Last edited: Sep 15, 2019
  6. alan craig
    Joined: Jul 2012
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    Location: s.e. england

    alan craig Senior Member

    What a nice thread! Here is a picture of my current model which has a thread elsewhere on this site. It will be gaff cutter rigged with one high torque servo controlling the headsails and another controlling the main.
    p.s. I've only just realised that this is an old thread. Apart from a few new posts above, anyone else building models in 2019?
     
  7. Windships
    Joined: Sep 2019
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    Location: STAR, ID

    Windships New Member

    Hello Viking North, and thanks for taking time for such a useful and interesting reply. It's truly unfortunate that the half-hull disappeared. Such artifacts from so long ago are precious and rare. I found a photo of one recently, attributed to the collection of Myron Cowden of Amesbury, Mass, but like yours, this one has not been located since Myron passed. Not even his surviving lifelong friends had any idea where it might be today. I was able to download a copy of "A History of Newfoundland" but haven't yet found the illustrations you mentioned. It is not easily searchable online, so I may have to go through it one page at a time. As for Chapelle, (with whom I also corresponded in 1970) I have made a very extensive study of his writings for a book now under consideration for publication, about the origin of Chaleur (1763-1768). Chap's reconstruction of a "banks fishing schooner" is for a vessel of the late 1700s, which would make it--according to the late Chad Smith of the Peabody Essex Museum--a bit earlier than 1870 when "Heel Tapper" was first used as the moniker for Marblehead fishing schooners. How about spar and sail plan?

    No harm on the dig on colonization...my Mom's McLeans came from Scotland to Ireland, to Chatham/Newcastle, New Brunswick and then to Boston where she was born. I carry her family name as my middle name. If you have photos of your completed model, please consider sending them to me as email attachments to: windships@earthlink.net. Thanks for the good wishes. All best. Keep building!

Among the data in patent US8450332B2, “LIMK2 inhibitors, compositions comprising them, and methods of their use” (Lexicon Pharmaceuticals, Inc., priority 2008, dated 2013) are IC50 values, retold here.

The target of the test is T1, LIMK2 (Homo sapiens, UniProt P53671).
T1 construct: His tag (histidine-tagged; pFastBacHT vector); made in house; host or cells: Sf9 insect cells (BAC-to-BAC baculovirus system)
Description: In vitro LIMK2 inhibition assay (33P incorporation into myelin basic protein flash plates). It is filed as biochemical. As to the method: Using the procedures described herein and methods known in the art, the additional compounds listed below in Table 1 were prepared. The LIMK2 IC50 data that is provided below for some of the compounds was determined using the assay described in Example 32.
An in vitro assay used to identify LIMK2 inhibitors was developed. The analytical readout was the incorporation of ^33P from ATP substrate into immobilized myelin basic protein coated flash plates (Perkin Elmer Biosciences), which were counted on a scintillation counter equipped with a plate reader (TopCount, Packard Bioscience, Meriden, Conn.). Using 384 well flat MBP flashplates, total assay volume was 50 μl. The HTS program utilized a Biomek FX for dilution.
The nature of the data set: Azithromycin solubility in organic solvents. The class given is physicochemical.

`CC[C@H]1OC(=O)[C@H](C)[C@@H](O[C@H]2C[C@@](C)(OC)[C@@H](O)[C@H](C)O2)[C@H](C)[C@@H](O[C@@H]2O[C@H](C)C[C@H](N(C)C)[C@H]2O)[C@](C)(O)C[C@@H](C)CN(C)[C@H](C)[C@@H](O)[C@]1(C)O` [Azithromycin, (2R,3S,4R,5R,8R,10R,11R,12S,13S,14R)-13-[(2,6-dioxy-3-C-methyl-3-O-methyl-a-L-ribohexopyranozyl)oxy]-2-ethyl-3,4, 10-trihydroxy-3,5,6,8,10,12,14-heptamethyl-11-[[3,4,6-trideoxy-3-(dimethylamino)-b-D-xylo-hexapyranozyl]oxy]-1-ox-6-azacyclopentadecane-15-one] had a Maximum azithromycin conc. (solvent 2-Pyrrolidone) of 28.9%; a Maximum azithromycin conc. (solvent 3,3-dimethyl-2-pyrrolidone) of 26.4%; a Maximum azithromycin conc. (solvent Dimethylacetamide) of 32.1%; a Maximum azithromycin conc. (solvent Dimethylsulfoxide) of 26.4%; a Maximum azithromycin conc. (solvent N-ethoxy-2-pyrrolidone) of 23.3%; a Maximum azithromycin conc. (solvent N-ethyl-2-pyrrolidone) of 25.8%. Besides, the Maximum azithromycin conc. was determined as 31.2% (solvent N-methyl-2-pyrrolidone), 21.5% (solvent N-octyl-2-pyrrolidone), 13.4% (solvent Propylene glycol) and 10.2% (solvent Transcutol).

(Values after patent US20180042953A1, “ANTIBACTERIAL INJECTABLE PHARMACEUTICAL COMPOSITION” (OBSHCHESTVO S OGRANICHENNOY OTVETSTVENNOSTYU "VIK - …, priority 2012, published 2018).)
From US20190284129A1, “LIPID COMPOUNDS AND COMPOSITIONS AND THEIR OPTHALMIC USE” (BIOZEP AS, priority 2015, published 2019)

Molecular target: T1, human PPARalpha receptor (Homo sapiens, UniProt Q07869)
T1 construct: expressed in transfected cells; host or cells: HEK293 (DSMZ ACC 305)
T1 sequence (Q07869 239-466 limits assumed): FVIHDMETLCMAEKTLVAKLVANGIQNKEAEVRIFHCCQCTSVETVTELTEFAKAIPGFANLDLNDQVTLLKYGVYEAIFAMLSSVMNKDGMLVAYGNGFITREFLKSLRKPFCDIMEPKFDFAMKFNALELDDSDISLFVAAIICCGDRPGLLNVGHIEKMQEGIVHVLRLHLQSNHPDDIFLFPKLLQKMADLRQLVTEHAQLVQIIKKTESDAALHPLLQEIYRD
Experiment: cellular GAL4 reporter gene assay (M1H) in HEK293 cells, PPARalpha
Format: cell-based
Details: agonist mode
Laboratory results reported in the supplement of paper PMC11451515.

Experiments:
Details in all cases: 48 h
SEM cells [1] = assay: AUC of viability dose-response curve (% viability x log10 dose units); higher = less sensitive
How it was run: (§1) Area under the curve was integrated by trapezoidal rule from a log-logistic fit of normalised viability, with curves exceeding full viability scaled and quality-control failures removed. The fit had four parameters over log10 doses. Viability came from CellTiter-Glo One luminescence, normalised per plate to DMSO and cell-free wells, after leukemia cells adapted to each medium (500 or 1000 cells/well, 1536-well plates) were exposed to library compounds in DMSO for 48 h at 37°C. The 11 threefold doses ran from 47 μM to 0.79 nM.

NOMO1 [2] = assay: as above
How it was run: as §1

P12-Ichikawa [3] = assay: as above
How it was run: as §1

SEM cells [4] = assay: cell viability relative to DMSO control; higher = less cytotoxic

8. Windships
    Joined: Sep 2019
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    Location: STAR, ID

    Windships New Member

    Viking North, I paged through The History of Newfoundland, and am fairly certain, found the drawing you spoke of as the guide for your own sketch of the "Heel Tapper"

    upload_2019-9-16_11-30-4.png

    Based on the 1896 publication date of the book, I suspect that the original inspiration for the drawing came from the model named "Rebecca of Marblehead 1798" which is even today, at the Peabody Essex Museum, Salem, Mass. A photograph of the model was also published in: Joseph William Collins, “The Evolution of the Fishing Schooner,” New England Magazine ~ An Illustrated Monthly (New Series) vol 18 (Old Series) vol 24 (May 1898). See model number 3, below. And, the picture of the smaller Dogbody schooner below that. I believe the 1798 date associated with the model is in error, because the use of stern davits on these fishing vessels did not come into common use until about 1825-1830. There is another model in the PEM which supports this. Anyway...I enjoy tracing the history of these models and images, and that effort proved very beneficial in my report about the schooner Hannah as discussed earlier. Be Well, and again, please send photos of your completed model if you can. Windships.

    upload_2019-9-16_11-21-47.png

    upload_2019-9-16_11-26-10.png
     
  9. W9GFO
    Joined: Dec 2014
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    Location: Olalla, WA

    W9GFO Senior Member

    I've built quite a few models using laser cut card stock. I used the old DOS program "hulls" or FreeShip to create the developed plates. I've also used the exported files from FreeShip to 3d print some models. All of these models were just for being able to visualize a design, they were not for display purposes.

    If you want to see some really good display quality models check out Peter Kunst's work;
     

  10. The Q
    Joined: Feb 2014
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    Location: Norfolk, UK

    The Q Senior Member

    As a railway modeller I'm used to using plasticard, so when I was designing my boat I built a couple of models for bathtub tests. thats what I used. you don't have to worry about grain with plasticard!!
    Sorry no pics though one of the models must be around somewhere..